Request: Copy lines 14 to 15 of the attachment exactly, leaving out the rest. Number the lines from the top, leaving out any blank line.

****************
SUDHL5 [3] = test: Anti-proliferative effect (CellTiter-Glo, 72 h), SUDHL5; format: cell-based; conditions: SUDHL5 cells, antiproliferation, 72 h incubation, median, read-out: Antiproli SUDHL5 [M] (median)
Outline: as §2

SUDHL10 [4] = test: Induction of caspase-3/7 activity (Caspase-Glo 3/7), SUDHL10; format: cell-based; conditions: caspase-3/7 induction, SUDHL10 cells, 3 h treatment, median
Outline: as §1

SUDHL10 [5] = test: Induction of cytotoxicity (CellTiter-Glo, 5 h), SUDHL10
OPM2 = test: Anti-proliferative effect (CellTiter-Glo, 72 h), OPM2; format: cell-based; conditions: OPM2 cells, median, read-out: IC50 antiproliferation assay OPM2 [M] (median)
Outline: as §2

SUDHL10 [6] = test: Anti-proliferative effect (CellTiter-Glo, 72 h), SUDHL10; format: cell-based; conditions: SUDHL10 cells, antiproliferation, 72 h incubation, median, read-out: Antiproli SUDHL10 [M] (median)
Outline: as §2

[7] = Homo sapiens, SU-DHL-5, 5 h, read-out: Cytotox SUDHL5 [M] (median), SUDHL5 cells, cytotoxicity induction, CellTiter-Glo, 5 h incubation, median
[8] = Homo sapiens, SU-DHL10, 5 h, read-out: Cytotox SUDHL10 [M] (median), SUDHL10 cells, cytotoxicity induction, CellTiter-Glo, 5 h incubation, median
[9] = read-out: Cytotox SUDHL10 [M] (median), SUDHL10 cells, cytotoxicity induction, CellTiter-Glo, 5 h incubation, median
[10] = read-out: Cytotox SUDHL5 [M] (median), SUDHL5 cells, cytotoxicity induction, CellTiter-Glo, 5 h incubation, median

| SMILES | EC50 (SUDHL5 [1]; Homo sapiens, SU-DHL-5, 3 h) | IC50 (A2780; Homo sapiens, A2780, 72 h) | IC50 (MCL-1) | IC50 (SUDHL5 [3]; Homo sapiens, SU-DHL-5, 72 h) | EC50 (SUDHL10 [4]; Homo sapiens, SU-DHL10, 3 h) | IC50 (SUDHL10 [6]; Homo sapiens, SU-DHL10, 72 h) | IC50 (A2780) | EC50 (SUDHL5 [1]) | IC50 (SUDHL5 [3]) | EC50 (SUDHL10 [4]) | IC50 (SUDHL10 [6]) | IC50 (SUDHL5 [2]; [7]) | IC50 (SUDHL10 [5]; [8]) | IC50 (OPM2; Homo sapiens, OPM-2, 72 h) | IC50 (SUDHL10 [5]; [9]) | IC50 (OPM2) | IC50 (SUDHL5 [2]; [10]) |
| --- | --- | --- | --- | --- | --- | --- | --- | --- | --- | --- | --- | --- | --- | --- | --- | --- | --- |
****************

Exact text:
| SMILES | EC50 (SUDHL5 [1]; Homo sapiens, SU-DHL-5, 3 h) | IC50 (A2780; Homo sapiens, A2780, 72 h) | IC50 (MCL-1) | IC50 (SUDHL5 [3]; Homo sapiens, SU-DHL-5, 72 h) | EC50 (SUDHL10 [4]; Homo sapiens, SU-DHL10, 3 h) | IC50 (SUDHL10 [6]; Homo sapiens, SU-DHL10, 72 h) | IC50 (A2780) | EC50 (SUDHL5 [1]) | IC50 (SUDHL5 [3]) | EC50 (SUDHL10 [4]) | IC50 (SUDHL10 [6]) | IC50 (SUDHL5 [2]; [7]) | IC50 (SUDHL10 [5]; [8]) | IC50 (OPM2; Homo sapiens, OPM-2, 72 h) | IC50 (SUDHL10 [5]; [9]) | IC50 (OPM2) | IC50 (SUDHL5 [2]; [10]) |
| --- | --- | --- | --- | --- | --- | --- | --- | --- | --- | --- | --- | --- | --- | --- | --- | --- | --- |